For fucks sake. $20K is a big fuck you. I'm sorry you had to deal with that.
Have you still been able to lead a successful life due to these bs charges on your record?
Dermatology and plastic surgery are both amazing fields. I love plastic surgery because I like the intervention of surgical procedures. It's a long and difficult training, but if you love anatomy and surgery, it is unbeatable. Dermatology is also an interesting field!
I had genetic testing done after my mastectomy. The oncologist told me it came back with nothing.
Yeah, I mean, I feel like $20k is a lot of money, but when I look back on it, I don't think it really made up for anything.
Everyone's juvenile records were all erased, however I met a kid in the detention center that I wound up hanging out with afterwards. We did get into adult trouble together about a year after I got out. Bumpy start to adulthood. Used most of my settlement to repay restitution and court costs for adult problems.
Since then I've turned my shit around. Own a business, father of two kids, ran for mayor, lost, do a lot of volunteer work, run lots of community events. Deep down, I think those places had both positive and negative effects on me.
I work closely with kids in mental health treatment centers that come off as being similar to detention centers.
What could staff have done to help your stay there?
I saw that there was a lot of abuse but were there staff members that helped you at all?
I think the 3-dimensional anatomy of surgery is unbeatable, so I would vote for plastic and reconstructive surgery. The training is extremely rigorous, and you will always feel that you have the tools to help patients, even in complex situations.
I'm not entirely sure to be honest. Thank you for bringing it up though, I go back to the doctor Monday and I'll ask him again just to be sure we checked everything. Good luck with the reconstruction! Fuck cancer!
I really liked a lot of the staff. Like anywhere, you have dicks and genuinely good people.
Some staff went out of their way to be personal with the kids. Share life experiences, get to know them, give advice, etc...
For clarification I was in four different places. With four drastically different methods to their systems. One was a very not strict bland type of detention center with cells where the kids wore provided sweatsuits and followed a schedule for the day. I remember nothing significant of the staff there.
Another was a very laid back place with more of a home atmosphere aside from the locked doors and fences. The staff there were generally nice and took the time to get to know the kids. This was also a VERY new facility when I went there. I was probably the 12th kid ever sent there.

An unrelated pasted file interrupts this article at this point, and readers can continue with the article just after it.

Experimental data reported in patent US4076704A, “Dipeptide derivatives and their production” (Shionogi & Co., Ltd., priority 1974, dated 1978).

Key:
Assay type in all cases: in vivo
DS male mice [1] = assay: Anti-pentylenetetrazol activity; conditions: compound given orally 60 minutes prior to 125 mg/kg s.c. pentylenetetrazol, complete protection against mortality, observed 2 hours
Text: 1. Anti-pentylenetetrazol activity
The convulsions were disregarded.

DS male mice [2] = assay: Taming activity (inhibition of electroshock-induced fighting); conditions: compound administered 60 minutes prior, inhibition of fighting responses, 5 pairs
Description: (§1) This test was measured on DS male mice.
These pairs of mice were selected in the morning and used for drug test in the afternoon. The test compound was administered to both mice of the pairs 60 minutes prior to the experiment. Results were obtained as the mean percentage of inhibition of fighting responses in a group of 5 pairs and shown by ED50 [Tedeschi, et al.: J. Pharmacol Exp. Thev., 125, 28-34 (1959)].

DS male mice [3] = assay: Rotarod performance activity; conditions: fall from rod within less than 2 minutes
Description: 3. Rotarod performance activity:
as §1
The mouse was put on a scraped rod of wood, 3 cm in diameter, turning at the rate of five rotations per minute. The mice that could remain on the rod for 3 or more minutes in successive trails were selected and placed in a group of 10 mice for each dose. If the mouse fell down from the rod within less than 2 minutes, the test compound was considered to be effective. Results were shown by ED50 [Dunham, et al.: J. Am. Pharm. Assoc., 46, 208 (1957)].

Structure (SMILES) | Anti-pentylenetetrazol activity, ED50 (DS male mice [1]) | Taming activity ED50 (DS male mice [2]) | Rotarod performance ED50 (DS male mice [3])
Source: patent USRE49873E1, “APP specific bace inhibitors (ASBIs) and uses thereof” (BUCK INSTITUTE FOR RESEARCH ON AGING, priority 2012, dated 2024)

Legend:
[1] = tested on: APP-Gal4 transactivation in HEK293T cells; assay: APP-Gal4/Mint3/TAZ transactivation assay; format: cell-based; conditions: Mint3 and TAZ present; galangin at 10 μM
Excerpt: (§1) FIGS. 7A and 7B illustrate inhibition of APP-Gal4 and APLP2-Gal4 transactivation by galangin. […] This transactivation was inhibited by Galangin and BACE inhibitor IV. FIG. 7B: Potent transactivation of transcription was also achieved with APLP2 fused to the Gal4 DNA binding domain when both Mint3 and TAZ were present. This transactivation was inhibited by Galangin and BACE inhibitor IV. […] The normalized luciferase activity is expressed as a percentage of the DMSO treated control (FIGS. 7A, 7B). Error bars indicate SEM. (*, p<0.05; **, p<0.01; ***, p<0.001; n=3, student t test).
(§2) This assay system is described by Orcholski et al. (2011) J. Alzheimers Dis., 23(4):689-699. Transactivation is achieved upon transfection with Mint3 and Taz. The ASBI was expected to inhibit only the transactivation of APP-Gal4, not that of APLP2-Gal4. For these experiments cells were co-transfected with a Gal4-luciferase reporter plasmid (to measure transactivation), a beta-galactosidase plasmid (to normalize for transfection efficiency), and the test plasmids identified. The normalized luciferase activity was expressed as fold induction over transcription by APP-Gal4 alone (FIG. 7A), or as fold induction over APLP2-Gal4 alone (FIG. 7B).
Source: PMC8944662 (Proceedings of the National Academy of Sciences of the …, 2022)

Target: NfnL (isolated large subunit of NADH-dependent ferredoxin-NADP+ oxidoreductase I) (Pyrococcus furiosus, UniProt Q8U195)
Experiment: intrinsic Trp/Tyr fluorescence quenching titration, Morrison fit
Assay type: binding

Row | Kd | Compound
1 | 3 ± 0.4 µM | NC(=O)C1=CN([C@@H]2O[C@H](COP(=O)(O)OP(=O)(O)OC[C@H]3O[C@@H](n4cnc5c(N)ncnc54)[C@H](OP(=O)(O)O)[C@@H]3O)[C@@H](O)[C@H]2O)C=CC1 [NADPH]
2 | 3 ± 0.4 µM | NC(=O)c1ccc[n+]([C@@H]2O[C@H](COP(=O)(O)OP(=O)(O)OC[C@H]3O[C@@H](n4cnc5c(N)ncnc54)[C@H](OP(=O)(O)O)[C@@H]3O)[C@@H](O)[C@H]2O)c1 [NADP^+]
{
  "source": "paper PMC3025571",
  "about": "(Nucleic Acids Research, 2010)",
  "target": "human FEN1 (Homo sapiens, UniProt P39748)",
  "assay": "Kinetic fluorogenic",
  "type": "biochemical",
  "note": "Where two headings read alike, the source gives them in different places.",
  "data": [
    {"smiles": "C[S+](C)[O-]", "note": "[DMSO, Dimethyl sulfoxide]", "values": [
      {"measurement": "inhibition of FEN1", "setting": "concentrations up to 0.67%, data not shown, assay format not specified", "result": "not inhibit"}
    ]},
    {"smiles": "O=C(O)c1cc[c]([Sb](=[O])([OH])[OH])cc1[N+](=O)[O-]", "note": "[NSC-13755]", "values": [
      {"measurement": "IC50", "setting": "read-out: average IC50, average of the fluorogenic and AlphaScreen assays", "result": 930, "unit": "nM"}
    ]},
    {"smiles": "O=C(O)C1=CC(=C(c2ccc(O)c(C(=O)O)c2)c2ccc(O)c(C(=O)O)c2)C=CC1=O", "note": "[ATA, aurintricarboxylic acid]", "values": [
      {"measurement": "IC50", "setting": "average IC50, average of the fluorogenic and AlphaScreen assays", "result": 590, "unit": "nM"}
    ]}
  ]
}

One was an INSANELY nice place from the outside, with a pond, bicycles, riding paths, gym equipment, etc... Got there and found out it was all broken or no longer allowed. Lol. Most staff there were seasoned vets. Mostly irritable. Some were decent, but a majority of them had been doing it for so long and didn't care to get to know the kids anymore since the place held a few hundred and staff usually juggled around.
The last place was very strict. I got cocky about pushing in my chair silently one time and wound up being restrained on the floor for about three hours.
Shift change came and they literally switched out. I only struggled for about 10 minutes of it. They screamed in my face and I pretty much cried the whole time.
It's fucked up, but I feel like that last place kinda helped me a lot.
I wasn't cocky again after that. Lots of yes sir, no sir out of my mouth. After that, the place got investigated from kids being hurt.
One staff member in one of the lighter places would bring in his guitar and teach us. Another brought his xbox and played with us. I really liked when it felt more like a big brother or sister rather than a staff/inmate.
Fuck that judge.
What movie have you watched more times then any other ?
What did you eat when you got out the second time ? first meal out I guess I mean.
No because I can't operate on myself lol. Just kidding. But I do use my own skin care line, and I've also (judiciously and consevatively) done botox and fillers, as well as microneedling, peels, and lasers.
Nah I don't plan on any reconstruction. I have recently started trying to lose weight (definitely needed) so hopefully it will kind of just even out. Fingers crossed!
Hahaha. I don't remember what I ordered, but that's definitely how I like to imagine Jesus.
I'm from the area(Luzerne County, which is near Scranton, PA. Yes, the Scranton from The Office)
A lot of people want the gist of the story, more answers, etc.
So here it is, from someone who has experienced first hand Luzerne County's "Culture Of Corruption".
First off, let's establish that the two judges who went to jail, Mark Ciavarella and Michael Conahan were gushed over by plenty of officials/staff on Luzerne county. Notice that the same papers blasting those who stood by and did nothing were also those who praised Conahan/Ciavarella for their "tough" sentencing style. I don't recall which off the top of my head, but one of the two won the Newspapers "Man Of The Year" award.